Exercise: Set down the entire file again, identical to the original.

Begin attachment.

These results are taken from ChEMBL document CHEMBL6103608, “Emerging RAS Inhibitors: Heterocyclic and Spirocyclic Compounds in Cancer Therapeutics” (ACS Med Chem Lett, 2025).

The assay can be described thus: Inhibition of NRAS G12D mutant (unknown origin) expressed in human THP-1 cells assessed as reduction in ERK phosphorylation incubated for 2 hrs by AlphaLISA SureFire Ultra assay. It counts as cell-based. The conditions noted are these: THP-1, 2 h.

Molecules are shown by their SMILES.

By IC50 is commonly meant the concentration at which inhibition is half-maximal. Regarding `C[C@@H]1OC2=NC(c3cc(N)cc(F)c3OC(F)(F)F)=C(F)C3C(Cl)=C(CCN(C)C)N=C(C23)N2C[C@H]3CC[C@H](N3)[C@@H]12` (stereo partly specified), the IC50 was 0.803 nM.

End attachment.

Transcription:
These results are taken from ChEMBL document CHEMBL6103608, “Emerging RAS Inhibitors: Heterocyclic and Spirocyclic Compounds in Cancer Therapeutics” (ACS Med Chem Lett, 2025).

The assay can be described thus: Inhibition of NRAS G12D mutant (unknown origin) expressed in human THP-1 cells assessed as reduction in ERK phosphorylation incubated for 2 hrs by AlphaLISA SureFire Ultra assay. It counts as cell-based. The conditions noted are these: THP-1, 2 h.

Molecules are shown by their SMILES.

By IC50 is commonly meant the concentration at which inhibition is half-maximal. Regarding `C[C@@H]1OC2=NC(c3cc(N)cc(F)c3OC(F)(F)F)=C(F)C3C(Cl)=C(CCN(C)C)N=C(C23)N2C[C@H]3CC[C@H](N3)[C@@H]12` (stereo partly specified), the IC50 was 0.803 nM.